Quest motif in John Cheever’s short story ‘The Swimmer’ Essay
The destination of any journey is a profound realization of some kind – literally, the realization of one’s goal, metaphorically often a consciousness of one’s reality. For an individual on a mission, a quest – the arrival at the truth is the final destination. The motif of quest has been used diversely in literature from the search for the Holy Grail to the legend of the Golden Fleece. John Cheever uses the quest motif in his short story ‘The Swimmer’ to present the unusual travails of his narcissistic hero, Neddy through the different pools of society till he arrives at the emptiness of his own life, the shut-down panels of his home.
The transition from the fall to experience is paralleled through the quest motif. At the beginning of the short story, Neddy is the apparently youthful, imaginative quester setting forth on his own adventure to swim the county, across a stretch of private and public pools to reach his home “in Bullet Park, eight miles to the south, where his four beautiful daughters would have had their lunch and might be playing tennis.
” (Cheever, The Swimmer) As the quest continues, there are inevitable signs of passing time (not paralleled by the physical time of Neddy’s eight-miles’ swimming journey), subtle indications of the fraying of the self-deception Neddy indulges in, the slow unmasking of the unpleasant truths of his life and the final epiphanic climax at the sight of his empty locked house in the enfolding darkness of the wintry evening. Cheever ironically stands the traditional quest on its head. The legendary hero leaves his home and hearth, setting forth on a road of trials, overcoming hurdles, and finally achieves success in the form of a treasure.
As defined by Neela Mookerjee in her essay, The Long Winding Road, the hero begins his quest and starts to encounter difficulties that lie along the way. One such meeting is with the Other. The Other, often described as the hero’s alter-ego or the hero’s dark side, reflects the personality traits which the hero does not want to acknowledge as being present in himself. Because he finds this figure so repugnant, the hero often tries to deny any commonality between himself and the Other.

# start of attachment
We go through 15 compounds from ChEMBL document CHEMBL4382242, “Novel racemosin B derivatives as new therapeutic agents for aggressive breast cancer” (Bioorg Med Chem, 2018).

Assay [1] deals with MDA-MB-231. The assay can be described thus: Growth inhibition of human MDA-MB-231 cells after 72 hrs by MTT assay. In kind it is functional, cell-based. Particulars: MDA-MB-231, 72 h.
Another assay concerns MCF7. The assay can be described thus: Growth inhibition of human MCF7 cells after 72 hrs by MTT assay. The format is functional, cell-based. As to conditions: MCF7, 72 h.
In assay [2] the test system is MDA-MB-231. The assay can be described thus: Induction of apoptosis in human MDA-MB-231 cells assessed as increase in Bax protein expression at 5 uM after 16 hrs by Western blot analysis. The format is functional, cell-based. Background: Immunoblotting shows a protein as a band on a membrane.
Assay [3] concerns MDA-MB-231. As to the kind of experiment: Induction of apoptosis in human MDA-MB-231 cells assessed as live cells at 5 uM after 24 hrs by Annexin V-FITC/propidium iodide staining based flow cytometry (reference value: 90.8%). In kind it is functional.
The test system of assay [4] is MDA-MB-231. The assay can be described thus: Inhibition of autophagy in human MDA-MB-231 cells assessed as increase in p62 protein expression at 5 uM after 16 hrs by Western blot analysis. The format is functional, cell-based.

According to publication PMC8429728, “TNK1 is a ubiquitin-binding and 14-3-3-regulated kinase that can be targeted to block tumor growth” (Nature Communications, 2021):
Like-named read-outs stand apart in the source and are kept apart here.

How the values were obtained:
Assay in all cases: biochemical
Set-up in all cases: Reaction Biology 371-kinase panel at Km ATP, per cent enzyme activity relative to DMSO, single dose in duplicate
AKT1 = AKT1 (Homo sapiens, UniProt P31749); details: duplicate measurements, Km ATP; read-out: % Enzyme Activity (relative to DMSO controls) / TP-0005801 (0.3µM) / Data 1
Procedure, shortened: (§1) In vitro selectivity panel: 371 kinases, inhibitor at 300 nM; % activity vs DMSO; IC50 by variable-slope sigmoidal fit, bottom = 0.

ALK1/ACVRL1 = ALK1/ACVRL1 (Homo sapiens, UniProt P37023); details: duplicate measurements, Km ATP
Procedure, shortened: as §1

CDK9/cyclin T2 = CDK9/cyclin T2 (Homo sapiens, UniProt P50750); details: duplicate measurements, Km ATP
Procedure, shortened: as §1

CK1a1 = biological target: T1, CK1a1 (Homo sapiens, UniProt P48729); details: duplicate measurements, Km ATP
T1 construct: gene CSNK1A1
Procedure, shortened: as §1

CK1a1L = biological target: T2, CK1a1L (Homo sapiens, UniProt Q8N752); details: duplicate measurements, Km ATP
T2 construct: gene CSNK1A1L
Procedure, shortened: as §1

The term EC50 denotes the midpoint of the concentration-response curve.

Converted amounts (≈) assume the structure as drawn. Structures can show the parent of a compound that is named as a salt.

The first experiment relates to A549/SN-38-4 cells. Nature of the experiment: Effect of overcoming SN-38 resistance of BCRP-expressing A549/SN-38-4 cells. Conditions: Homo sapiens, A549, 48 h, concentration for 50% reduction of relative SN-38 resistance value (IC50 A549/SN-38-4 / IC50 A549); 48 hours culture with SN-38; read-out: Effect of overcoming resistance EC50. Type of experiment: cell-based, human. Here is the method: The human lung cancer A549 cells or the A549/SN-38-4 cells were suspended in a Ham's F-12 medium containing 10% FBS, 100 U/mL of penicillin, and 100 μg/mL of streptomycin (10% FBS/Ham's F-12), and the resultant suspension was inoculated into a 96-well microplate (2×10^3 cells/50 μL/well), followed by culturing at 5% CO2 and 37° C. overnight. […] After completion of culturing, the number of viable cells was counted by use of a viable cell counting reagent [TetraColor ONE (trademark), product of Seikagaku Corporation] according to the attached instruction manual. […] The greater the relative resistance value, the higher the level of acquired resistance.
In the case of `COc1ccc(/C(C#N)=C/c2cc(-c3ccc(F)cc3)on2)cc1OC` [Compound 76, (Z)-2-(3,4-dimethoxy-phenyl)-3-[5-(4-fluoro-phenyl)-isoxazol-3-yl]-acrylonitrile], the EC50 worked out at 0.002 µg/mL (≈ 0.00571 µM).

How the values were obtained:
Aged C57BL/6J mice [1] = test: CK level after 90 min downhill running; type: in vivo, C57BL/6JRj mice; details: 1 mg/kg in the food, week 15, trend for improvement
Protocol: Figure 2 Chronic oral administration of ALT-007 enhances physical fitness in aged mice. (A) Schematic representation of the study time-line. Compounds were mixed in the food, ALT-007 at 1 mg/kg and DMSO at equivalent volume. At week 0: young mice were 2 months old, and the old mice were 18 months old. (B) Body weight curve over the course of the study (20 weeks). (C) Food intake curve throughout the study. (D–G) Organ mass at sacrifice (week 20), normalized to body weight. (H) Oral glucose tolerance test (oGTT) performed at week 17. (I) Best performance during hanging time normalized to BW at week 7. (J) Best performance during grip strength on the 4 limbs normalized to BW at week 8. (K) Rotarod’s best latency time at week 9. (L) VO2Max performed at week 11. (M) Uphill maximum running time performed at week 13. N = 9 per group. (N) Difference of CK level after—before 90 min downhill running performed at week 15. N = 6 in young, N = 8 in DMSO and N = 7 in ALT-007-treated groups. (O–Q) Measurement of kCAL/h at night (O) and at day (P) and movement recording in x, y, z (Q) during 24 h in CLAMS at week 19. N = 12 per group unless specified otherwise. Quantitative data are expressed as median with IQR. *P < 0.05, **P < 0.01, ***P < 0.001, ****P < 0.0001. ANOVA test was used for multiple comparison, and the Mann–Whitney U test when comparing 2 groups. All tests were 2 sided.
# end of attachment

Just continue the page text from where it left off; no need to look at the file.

Neddy Merrill, “the legendary figure” (Cheever, The Swimmer) is the wealthy elite socialite who starts the sunny day “breathing deeply, stertorously as if he could gulp into his lungs the components of that moment, the heat of the sun, the intenseness of his pleasure. ”(Cheever, The Swimmer) In his own mind, he prints his own trail of pools, the swimmer in his own world till the self-pretense is stripped away from the eyes of the protagonist as well as the readers ‘swimming’ along with the narrative as he confronts his Other reality.
Often described as an “anglophile” , John Cheever depicts the social milieu of Merrill in its suburbanite languid pace – the Grahams, the Hammers, the Lears, the Howlands, and the Crosscups, then the Bunkers, the Levys, the Welchers, and the public pool in Lancaster. Then there were the Hallorans, the Sachses, the Biswangers, Shirley Adams, the Gilmartins, and the Clydes. Neddy is portrayed as the pilgrim seeking an unexplored route to the known end with the belief that “friends would line the banks of the Lucinda River.
”(Cheever) The upper class suburbanite society depicted is a world of self-indulgence – a world where one could lounge about in naked pleasure, an everlasting party with the same faces, rounds of drinks and ensuing hangovers, and even the same serving bartenders. From the surfeit of drinks/hangovers in the opening paragraph to the Communist label as a marker of reformist zeal, even the contrast between the private haven of one’s own pool vis-a-vis the disgusting commonness of the public pool – Merrill’s class is painted visually for the reader.
The social behavior towards Neddy subtly changes from the courteous welcome of Mrs. Grahams to the patronizing sympathy of Mrs. Halloran, to the rude reaction of the Biswangers at his intrusive presence in their noisy party. Neddy tries to integrates himself into the texture of the social class he once belonged to, but as the text develops, he is portrayed as an invasive element, an opportunist for free drinks and begging loans. The color of the quest thickens, darkens as the slow realization of the erstwhile insider being the unwelcome outsider hits home.
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